This year’s weather appears to have taken a bite out of the number of midges, but it has benefited another pest, experts say.
Stinging midges are known in parts of Scotland, where they swarm by the millions.
But the Scottish Midge Forecast said an unusually cool spring followed by a hot summer had disrupted the life cycle of the tiny creatures in some places.
Meanwhile, milder weather later in the year appears to have extended the tick season.
The parasitic spider-like pests are usually encountered from early spring until October, but this year so far they have still been seen in mid-November.
Scientists have previously warned that ticks, whose bite can cause harmful infections such as Lyme disease, appeared to become a year-round threat.
The midges forecast, run by Dundee-based insect repellent maker APS Biocontrol Ltd, said this year’s weather had disrupted the life cycle of biting midges in parts of Scotland.
A meteorologist said: ‘It all started with an unusually cool spring that delayed the emergence of midges by about two weeks, leading to a later-than-usual peak of first generation midges in mid-June.
“The eggs of these midges would normally give rise to a second generation spike five to six weeks later, but this has been significantly suppressed by the hot, dry weather experienced this year in Scotland and the rest of the UK.
“Being so small, with a wingspan of just 2mm, midges dehydrate very quickly in hot, dry climates and although resting in vegetation improves their survival, it means they have less opportunity to fly in search of blood meal.” needed for their eggs to mature.”
Low numbers of midges have been recorded in traps placed in traditional ‘hot spots’ at Glencoe in the Highlands and Inveraray in Argyll and Bute.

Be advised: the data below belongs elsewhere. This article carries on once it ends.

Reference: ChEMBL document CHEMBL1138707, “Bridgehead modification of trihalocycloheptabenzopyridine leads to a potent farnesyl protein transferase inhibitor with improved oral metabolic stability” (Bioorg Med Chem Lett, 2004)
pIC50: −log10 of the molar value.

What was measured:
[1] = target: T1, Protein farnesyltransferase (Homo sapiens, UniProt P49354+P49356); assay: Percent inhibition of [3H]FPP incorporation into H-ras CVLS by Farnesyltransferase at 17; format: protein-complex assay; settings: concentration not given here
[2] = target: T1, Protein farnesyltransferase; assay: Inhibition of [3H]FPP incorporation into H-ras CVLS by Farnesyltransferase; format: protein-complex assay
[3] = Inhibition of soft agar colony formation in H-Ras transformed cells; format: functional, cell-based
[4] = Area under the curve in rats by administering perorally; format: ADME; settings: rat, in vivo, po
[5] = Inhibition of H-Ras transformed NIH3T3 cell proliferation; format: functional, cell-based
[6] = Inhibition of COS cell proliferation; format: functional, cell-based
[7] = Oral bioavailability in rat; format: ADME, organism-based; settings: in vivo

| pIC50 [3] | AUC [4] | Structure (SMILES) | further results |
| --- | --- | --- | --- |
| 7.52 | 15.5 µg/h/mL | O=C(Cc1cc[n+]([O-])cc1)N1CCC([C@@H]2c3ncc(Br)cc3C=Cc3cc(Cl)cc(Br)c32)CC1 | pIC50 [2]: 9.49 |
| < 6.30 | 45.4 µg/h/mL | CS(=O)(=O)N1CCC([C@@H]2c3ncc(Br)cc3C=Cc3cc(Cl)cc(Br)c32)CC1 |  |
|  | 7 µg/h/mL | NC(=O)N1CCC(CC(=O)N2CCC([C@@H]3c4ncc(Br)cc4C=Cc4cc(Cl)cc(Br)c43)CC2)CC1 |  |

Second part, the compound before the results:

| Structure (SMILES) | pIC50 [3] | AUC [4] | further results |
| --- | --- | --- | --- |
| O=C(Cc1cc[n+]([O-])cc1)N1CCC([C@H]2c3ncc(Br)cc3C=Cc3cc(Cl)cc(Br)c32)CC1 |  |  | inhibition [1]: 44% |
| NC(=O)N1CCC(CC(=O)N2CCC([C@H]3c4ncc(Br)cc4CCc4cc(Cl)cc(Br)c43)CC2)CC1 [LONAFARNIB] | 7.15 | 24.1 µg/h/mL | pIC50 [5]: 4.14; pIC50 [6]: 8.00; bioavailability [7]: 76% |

Wetter and cooler late summer weather has led to increased numbers of midges in parts of northern Scotland, according to forecasts.
The forecast added that it was unclear whether this year was a one-off or the start of a trend.
Scientists have previously calculated that there may be as many as 21 billion biting midges in the Highlands and Islands, the region where they are most commonly encountered.
That figure was for females of the species, who feed on the blood they need to mature their hundreds of eggs.
In 2015, autumn heat produced a rare third hatch of biting midges.
What makes viruses work? – a project led by the Brennan Lab at the MRC-University of Glasgow Center for Virus Research and involving The Conservation Volunteers – is mapping where and when people find ticks.
The project team said high tick numbers were suggested this year.
Sam Langford, from the University of Glasgow’s Center for Virus Research, said: ‘Even with colder temperatures on the way, we continue to receive tick sightings from people across the country, with over 700 sightings recorded on our map. of ticks.
He added: “As part of this, we have received several anecdotal reports from members of the public telling us that 2022 has been a particularly bad year for tick sightings in their area.”
“We encourage anyone who encounters a tick to report their sighting on our online platform and continue to take precautions whenever they spend time outdoors.
“If they have any concerns about a recent tick bite, we recommend they contact their GP for further advice.”